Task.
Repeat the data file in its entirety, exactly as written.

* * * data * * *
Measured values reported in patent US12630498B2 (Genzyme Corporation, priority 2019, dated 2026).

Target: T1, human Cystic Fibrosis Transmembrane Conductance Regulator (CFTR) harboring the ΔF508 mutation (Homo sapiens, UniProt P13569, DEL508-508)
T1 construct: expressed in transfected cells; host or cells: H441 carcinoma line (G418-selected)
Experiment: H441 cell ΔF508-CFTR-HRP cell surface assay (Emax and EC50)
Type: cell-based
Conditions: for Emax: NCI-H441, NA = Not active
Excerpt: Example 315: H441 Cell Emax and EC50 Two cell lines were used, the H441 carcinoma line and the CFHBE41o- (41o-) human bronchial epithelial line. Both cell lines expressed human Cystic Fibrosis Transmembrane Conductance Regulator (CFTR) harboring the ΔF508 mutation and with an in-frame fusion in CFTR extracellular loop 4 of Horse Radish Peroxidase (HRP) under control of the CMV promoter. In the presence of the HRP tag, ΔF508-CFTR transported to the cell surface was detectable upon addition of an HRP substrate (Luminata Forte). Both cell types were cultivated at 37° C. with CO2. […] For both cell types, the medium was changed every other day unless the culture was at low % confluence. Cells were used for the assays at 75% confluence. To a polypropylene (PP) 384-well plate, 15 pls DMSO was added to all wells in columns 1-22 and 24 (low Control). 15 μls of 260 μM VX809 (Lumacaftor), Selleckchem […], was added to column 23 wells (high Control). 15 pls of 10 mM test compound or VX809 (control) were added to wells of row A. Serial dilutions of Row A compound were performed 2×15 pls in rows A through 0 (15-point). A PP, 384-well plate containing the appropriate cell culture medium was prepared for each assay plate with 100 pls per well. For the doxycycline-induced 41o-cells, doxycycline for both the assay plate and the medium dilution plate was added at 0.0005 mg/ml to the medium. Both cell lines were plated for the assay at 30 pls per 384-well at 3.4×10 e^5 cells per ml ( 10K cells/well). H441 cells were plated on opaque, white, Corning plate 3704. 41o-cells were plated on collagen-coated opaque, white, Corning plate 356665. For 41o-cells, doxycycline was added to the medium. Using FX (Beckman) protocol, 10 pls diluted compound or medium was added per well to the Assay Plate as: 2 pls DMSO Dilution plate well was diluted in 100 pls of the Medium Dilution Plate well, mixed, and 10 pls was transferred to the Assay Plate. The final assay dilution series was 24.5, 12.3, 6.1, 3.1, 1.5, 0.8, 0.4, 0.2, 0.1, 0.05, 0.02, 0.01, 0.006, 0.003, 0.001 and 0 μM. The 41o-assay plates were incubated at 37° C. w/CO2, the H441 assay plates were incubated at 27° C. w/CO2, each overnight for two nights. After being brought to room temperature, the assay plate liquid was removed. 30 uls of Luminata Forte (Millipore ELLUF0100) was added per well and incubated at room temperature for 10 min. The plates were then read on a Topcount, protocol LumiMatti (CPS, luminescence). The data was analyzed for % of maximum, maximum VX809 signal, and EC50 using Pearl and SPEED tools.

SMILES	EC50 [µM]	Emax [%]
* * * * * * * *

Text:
Measured values reported in patent US12630498B2 (Genzyme Corporation, priority 2019, dated 2026).

Target: T1, human Cystic Fibrosis Transmembrane Conductance Regulator (CFTR) harboring the ΔF508 mutation (Homo sapiens, UniProt P13569, DEL508-508)
T1 construct: expressed in transfected cells; host or cells: H441 carcinoma line (G418-selected)
Experiment: H441 cell ΔF508-CFTR-HRP cell surface assay (Emax and EC50)
Type: cell-based
Conditions: for Emax: NCI-H441, NA = Not active
Excerpt: Example 315: H441 Cell Emax and EC50 Two cell lines were used, the H441 carcinoma line and the CFHBE41o- (41o-) human bronchial epithelial line. Both cell lines expressed human Cystic Fibrosis Transmembrane Conductance Regulator (CFTR) harboring the ΔF508 mutation and with an in-frame fusion in CFTR extracellular loop 4 of Horse Radish Peroxidase (HRP) under control of the CMV promoter. In the presence of the HRP tag, ΔF508-CFTR transported to the cell surface was detectable upon addition of an HRP substrate (Luminata Forte). Both cell types were cultivated at 37° C. with CO2. […] For both cell types, the medium was changed every other day unless the culture was at low % confluence. Cells were used for the assays at 75% confluence. To a polypropylene (PP) 384-well plate, 15 pls DMSO was added to all wells in columns 1-22 and 24 (low Control). 15 μls of 260 μM VX809 (Lumacaftor), Selleckchem […], was added to column 23 wells (high Control). 15 pls of 10 mM test compound or VX809 (control) were added to wells of row A. Serial dilutions of Row A compound were performed 2×15 pls in rows A through 0 (15-point). A PP, 384-well plate containing the appropriate cell culture medium was prepared for each assay plate with 100 pls per well. For the doxycycline-induced 41o-cells, doxycycline for both the assay plate and the medium dilution plate was added at 0.0005 mg/ml to the medium. Both cell lines were plated for the assay at 30 pls per 384-well at 3.4×10 e^5 cells per ml ( 10K cells/well). H441 cells were plated on opaque, white, Corning plate 3704. 41o-cells were plated on collagen-coated opaque, white, Corning plate 356665. For 41o-cells, doxycycline was added to the medium. Using FX (Beckman) protocol, 10 pls diluted compound or medium was added per well to the Assay Plate as: 2 pls DMSO Dilution plate well was diluted in 100 pls of the Medium Dilution Plate well, mixed, and 10 pls was transferred to the Assay Plate. The final assay dilution series was 24.5, 12.3, 6.1, 3.1, 1.5, 0.8, 0.4, 0.2, 0.1, 0.05, 0.02, 0.01, 0.006, 0.003, 0.001 and 0 μM. The 41o-assay plates were incubated at 37° C. w/CO2, the H441 assay plates were incubated at 27° C. w/CO2, each overnight for two nights. After being brought to room temperature, the assay plate liquid was removed. 30 uls of Luminata Forte (Millipore ELLUF0100) was added per well and incubated at room temperature for 10 min. The plates were then read on a Topcount, protocol LumiMatti (CPS, luminescence). The data was analyzed for % of maximum, maximum VX809 signal, and EC50 using Pearl and SPEED tools.

SMILES	EC50 [µM]	Emax [%]